Producing good quality documents can take significant time and is costly to produce. Creating good quality documents can add significant workload to Sales, Engineering and other departments resulting in workflow bottlenecks. Underestimating the documentation required can have a significant impact on product margins and cash flow. Documentation can be assembled together with the configuration of a product, reducing a time-consuming task to a few seconds. See more …..
In this section, we consider change management regarding product specifications. Changes may occur for many internal and external reasons. Changes tend to have a more significant impact when they occur later in the business process. External changes may result from, the customer changing the specification or a supplier unable to deliver a critical component. Internal changes may occur as a refinement of the design process, as new information becomes available. Further changes can occur due to solution optimisation or the resolution of a problem, such as a budget issue. By working differently, change can be responded to quicker with less impact on the business and the customer. See more …..
In some companies, product rules may not be easy to locate. Occasionally the need or availability of a rule may not be readily visible. Without the use of the product rule, major errors are likely to occur. On occasions, product specialists carefully guard knowledge wrongly perceiving the knowledge increases their value with the organisation. Hoarding knowledge is bad for the company. Knowledge needs to be readily available to everyone authorised to access it. See more …..
Finding the most current and comprehensive product information is essential to Sales, Engineering and Production. It is typical for the storage of information to be in numerous locations across many departments. Individuals are known to hold valuable data and information exists in several different types of media. Knowing that information is current and reliable is a challenge when there is no central depository or responsibility.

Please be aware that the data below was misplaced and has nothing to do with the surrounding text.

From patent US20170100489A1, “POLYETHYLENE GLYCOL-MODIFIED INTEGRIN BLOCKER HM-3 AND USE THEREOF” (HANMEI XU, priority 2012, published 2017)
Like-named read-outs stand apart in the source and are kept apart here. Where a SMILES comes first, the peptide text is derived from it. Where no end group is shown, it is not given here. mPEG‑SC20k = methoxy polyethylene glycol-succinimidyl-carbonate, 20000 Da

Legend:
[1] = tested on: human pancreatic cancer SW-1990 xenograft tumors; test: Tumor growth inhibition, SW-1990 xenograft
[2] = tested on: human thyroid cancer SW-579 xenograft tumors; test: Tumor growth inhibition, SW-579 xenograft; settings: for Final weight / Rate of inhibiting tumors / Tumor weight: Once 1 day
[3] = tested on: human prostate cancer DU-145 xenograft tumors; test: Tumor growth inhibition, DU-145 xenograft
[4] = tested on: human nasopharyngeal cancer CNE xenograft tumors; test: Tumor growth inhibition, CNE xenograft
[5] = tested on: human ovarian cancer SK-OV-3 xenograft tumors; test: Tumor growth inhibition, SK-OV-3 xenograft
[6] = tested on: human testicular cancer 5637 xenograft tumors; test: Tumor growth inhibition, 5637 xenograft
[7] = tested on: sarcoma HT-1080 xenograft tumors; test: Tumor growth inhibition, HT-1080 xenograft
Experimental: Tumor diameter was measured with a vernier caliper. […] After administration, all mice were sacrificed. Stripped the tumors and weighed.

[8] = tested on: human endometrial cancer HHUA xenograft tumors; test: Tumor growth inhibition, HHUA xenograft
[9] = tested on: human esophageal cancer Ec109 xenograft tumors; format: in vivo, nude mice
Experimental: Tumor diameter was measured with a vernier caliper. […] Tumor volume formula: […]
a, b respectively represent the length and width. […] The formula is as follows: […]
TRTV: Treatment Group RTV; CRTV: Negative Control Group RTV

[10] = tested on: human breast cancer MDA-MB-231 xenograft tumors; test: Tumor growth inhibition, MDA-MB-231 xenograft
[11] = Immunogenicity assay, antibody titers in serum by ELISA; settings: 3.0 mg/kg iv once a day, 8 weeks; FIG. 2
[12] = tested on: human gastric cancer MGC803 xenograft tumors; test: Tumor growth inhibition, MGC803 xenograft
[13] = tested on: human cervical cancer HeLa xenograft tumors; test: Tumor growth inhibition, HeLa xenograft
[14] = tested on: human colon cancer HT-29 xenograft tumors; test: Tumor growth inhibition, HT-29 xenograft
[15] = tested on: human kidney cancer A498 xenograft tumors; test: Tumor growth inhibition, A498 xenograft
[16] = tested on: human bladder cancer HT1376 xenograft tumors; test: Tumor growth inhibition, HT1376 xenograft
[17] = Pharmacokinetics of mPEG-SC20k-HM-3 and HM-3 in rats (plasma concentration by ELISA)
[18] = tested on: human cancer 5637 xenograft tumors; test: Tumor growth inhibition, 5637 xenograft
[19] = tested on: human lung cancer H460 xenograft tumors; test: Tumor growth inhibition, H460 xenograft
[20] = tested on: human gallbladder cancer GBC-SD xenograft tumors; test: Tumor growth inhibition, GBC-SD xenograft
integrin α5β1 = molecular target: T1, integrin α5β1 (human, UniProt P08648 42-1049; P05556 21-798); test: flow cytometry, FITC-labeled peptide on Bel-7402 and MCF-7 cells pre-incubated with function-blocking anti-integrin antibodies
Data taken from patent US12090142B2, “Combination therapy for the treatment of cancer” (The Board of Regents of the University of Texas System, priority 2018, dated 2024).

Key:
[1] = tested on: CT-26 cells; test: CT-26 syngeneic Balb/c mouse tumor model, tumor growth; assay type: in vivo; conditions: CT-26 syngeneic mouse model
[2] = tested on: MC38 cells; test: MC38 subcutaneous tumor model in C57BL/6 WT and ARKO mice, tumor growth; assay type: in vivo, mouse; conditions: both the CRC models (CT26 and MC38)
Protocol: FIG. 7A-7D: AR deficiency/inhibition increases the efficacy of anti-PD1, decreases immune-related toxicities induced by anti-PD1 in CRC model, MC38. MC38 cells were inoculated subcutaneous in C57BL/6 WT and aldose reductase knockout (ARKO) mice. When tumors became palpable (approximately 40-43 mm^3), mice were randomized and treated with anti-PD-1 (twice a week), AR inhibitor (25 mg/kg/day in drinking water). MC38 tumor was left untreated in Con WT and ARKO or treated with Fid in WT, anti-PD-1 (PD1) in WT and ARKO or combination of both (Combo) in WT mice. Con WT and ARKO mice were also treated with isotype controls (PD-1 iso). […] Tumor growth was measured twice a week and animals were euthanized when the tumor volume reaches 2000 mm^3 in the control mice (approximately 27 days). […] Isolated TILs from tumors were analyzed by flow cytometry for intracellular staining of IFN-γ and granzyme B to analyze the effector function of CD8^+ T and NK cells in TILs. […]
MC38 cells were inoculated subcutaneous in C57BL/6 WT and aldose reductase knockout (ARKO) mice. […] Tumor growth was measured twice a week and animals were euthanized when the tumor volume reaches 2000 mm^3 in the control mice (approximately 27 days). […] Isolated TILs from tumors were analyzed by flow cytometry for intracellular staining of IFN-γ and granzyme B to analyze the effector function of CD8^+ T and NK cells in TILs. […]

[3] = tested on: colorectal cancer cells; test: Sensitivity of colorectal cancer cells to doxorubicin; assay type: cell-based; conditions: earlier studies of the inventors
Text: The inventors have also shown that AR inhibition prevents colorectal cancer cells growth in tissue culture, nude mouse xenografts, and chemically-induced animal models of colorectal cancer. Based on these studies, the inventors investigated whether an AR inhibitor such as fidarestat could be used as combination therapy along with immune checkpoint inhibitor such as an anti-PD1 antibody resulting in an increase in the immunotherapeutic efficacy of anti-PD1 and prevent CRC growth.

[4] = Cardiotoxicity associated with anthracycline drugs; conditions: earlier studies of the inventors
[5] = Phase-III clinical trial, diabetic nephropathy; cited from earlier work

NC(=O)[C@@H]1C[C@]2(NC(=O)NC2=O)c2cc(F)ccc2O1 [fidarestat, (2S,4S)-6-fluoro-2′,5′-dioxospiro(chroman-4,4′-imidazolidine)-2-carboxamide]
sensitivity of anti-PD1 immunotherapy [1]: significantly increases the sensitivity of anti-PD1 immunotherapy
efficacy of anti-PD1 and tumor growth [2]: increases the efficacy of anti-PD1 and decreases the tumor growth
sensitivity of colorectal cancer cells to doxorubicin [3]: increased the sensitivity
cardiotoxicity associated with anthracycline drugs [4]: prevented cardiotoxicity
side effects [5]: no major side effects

By working differently, companies can resolve information location problems. Quality information can be available to anyone authorised to access it with the certainty that the information is the most current. See more …..
Product integration issues can damage customer creditability and be costly to resolve. Products should integrate with products which they are intended to connect. Components should integrate internally with other components within the same product. Internal integration issues can cause additional work during the execution of a product. Costs escalate if integration issues occur once the product is delivered.
Sales handover processes are required when responsibility passes from Sales to Engineering or Production. The meetings are used to clarify any uncertainties in the information being handed over and customer requirements. Meetings attended by representatives from each department. Often the information supplied by sales is incomplete and requires engineering effort to complete the design before passing to production for manufacture. By working differently, product information can be passed from sales to production with the need for additional engineering. See more …..
In some companies, product design engineers do not receive sufficient recognition. Their role in the company is often to provide incremental changes to established products rather than adding value by providing innovative solutions. Companies working this way miss out on opportunities to introduce new products frequently. By working differently, companies can attract highly qualified engineers and change the competitiveness of the business. By working differently, companies can raise the engineer profile helping to attract first-class designers.